The ‘Needs to Know’
Distance: 6.6 miles (10.65km)
Time to walk: Just under 3 hours with stopping to take pictures of the fabulous views
Difficulty: A mixture of hard surfaces & field tracks. Be warned there are hills on this walk!
Parking: In Cottesbrooke, park between the Church & the Post-Box in the wall
Public toilets: There no facilities, shops cafes or pubs on route so take a picnic & sit on the stone seat…you’ll know when you reach it & enjoy the views
Map of the route:
Whoever says our county is flat should do this walk! There are some stunning views across the countryside & a long stretch up & a long stretch down
Today’s walk starts in beautiful Cottesbrooke, a small village laying 1 mile north of Creaton with a population of 143. There is evidence that there were settlements here in both Iron Age & Roman times
All Saints Church is quite interesting, having originally been built back in the 1300’s, although there have been many changes. It does have a “story” relating to one of it’s parsons…Parson Legard, one of Northamptonshire’s hunting clerics, is said to have tied his horse to the little gate at the right of the churchyard whilst conducting a funeral. When the hunt galloped past, he felt unable to resist the temptation, left the corpse at the graveside, jumped on his horse & joined the chase!
Shall we get going before the hunt comes past again?
1. As I’ve said, park between the Church & the Post-Box in the wall…
Walk to the corner of this road & turn left at the signpost towards Brixworth
2. Look out for the beautiful houses along here…
…whilst following the path until you reach a small bridge
3. When the path runs out, continue on the road until you reach a footpath sign on the right…
Turn left here & go up the drive passing some farm buildings. We’re now heading up the Macmillan Way, which is a long distance footpath that runs from Abbotsbury in Dorset to Boston in Lincolnshire, 290 miles on existing footpaths & bridleways
Our route takes us up the path with great views over the Cottesbrooke Estate on the left…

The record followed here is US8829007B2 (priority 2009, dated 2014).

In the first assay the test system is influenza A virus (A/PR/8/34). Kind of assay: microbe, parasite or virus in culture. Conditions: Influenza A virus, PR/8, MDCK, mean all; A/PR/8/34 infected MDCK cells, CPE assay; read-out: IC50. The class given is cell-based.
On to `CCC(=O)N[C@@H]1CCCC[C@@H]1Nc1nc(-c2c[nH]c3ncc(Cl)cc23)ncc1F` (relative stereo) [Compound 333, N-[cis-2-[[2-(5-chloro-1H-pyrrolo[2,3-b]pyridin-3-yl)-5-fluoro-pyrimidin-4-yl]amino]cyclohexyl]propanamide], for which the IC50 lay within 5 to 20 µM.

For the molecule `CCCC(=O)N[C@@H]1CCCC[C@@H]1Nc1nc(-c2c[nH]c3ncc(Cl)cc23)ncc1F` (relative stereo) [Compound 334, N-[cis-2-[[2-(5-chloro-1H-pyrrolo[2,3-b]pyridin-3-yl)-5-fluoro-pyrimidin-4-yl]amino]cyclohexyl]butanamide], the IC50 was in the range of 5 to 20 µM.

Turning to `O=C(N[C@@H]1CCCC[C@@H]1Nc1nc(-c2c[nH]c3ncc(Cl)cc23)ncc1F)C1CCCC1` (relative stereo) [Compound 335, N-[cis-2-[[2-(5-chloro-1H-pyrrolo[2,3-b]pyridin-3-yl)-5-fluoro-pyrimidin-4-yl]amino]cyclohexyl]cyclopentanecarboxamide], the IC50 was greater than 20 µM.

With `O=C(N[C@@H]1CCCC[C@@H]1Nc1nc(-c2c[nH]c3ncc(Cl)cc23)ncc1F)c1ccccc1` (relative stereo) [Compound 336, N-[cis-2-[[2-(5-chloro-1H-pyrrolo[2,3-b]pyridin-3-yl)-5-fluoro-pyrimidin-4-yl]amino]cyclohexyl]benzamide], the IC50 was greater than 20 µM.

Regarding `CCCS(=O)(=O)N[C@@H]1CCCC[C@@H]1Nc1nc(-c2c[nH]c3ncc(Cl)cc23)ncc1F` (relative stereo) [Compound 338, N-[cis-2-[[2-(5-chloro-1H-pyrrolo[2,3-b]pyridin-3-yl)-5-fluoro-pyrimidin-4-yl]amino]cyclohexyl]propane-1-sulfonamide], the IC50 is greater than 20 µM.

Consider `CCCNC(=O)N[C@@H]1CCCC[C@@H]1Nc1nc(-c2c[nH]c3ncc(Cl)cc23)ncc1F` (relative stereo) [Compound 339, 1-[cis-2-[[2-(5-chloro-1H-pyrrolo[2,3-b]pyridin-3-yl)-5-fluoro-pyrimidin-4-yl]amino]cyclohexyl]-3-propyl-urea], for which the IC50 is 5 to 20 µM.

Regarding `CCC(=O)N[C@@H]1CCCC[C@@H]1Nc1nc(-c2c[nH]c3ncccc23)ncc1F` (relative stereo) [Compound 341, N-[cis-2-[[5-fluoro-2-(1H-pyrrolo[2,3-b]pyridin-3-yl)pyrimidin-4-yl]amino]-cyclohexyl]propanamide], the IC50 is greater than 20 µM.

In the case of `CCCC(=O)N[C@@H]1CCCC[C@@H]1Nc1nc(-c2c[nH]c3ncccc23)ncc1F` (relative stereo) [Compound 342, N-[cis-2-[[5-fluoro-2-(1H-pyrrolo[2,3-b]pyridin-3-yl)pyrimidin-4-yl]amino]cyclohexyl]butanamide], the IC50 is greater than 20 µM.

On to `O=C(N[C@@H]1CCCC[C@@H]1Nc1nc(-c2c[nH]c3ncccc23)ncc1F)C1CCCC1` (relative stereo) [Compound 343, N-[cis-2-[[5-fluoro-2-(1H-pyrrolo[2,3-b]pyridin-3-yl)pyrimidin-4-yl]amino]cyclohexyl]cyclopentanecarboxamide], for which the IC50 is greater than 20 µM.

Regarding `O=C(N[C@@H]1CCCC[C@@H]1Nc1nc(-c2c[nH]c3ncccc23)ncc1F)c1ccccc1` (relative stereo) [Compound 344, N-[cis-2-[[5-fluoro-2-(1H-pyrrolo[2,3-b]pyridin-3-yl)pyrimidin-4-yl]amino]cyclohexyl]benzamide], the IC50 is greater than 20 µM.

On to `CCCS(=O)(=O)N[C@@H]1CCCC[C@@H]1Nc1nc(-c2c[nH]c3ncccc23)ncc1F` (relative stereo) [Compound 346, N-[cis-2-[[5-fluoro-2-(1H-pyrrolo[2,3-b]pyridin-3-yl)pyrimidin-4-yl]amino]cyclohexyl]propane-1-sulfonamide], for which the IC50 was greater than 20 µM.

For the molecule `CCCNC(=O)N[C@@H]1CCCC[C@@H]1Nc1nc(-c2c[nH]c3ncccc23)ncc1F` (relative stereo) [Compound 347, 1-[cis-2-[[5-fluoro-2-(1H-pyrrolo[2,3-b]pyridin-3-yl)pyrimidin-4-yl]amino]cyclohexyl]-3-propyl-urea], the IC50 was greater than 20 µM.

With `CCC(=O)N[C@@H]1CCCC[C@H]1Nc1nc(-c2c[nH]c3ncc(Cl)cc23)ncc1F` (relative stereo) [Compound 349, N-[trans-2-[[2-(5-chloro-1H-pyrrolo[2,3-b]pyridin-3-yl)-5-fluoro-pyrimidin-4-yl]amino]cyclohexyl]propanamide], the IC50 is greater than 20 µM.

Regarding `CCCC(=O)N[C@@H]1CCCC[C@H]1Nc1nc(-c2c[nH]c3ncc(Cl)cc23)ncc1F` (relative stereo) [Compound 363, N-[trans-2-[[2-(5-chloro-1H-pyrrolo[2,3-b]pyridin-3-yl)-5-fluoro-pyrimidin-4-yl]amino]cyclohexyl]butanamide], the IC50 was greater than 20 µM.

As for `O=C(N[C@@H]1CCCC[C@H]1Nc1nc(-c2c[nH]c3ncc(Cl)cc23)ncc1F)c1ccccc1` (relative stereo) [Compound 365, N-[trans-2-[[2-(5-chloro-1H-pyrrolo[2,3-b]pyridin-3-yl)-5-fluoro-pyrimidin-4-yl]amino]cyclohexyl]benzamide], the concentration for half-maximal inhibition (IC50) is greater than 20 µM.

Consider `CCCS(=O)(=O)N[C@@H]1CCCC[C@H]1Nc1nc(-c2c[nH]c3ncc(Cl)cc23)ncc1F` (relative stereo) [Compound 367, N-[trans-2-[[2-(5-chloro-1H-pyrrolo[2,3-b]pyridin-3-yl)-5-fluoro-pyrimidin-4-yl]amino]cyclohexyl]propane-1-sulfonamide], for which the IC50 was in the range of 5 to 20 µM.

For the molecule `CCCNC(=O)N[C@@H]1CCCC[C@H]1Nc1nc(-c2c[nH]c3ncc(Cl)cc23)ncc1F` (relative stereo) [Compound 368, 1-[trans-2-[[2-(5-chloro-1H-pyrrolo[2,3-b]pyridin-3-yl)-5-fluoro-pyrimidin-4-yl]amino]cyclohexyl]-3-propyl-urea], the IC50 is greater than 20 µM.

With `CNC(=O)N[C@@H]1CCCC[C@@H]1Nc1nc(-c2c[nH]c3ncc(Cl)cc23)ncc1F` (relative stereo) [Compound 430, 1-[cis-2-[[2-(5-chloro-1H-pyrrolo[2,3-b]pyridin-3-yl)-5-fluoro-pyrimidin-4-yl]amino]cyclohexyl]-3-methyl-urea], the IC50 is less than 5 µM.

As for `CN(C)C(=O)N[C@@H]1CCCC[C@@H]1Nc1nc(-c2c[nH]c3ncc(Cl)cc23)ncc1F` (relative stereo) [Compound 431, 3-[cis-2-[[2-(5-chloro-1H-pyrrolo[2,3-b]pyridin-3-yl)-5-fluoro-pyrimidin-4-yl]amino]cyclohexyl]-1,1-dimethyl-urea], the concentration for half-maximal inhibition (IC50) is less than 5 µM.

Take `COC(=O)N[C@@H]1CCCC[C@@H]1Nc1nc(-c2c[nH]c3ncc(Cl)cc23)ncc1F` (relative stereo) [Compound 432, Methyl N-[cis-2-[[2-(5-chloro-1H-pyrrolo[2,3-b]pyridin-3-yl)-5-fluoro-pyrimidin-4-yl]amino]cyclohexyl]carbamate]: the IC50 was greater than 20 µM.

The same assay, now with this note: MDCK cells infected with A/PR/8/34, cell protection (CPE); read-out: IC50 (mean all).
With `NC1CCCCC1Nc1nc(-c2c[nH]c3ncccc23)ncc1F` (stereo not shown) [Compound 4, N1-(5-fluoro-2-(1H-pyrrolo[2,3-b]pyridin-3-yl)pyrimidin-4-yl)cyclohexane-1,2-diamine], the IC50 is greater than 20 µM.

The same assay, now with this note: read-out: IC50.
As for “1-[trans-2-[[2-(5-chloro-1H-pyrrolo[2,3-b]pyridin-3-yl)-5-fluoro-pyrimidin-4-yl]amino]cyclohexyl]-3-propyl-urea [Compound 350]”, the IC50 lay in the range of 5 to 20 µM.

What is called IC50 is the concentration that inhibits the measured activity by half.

…& you can just see Cottesbrooke Hall peeking through the trees. More information on the House coming later!
4. Continue walking up the track though some trees until you reach the junction below…
The path to the right goes to Hanging Houghton, but we continue on the left, up the hill towards Blueberry Lodge
5. Continue past the ‘No Vehicle’ sign. I’m not sure I would drive through a field even in the summer!
Continue ahead along the clear path until you can see a white house ahead, Blueberry Lodge
6. When you can see the house, look out for the pond & then go through the gate…
There were some lovely sheep in this field…
7. Turn left between the house & the farm buildings when you see this sign…
Continue up the concrete track & round the new gate below
8. Follow the track upwards with the new plantation on your left. There are stunning views to your left & right, plus don’t forget to look behind you. You can see Hanging Houghton & Lamport on the ridge opposite
9. This is quite a long slog up the hill, but the views make it all worthwhile…
Shortly you will reach a lovely stone seat & a stone memorial from the previous owners of Blueberry Lodge. This is a lovely place for lunch, to take in the views & watch the Red Kites
10. Having taken in the views & enjoyed lunch, continue up hill & go left of the spinney at the top & follow the field edge with the trees on your right (the path to the right goes to Maidwell)
11. Turn left at the tree below & continue along the field edge…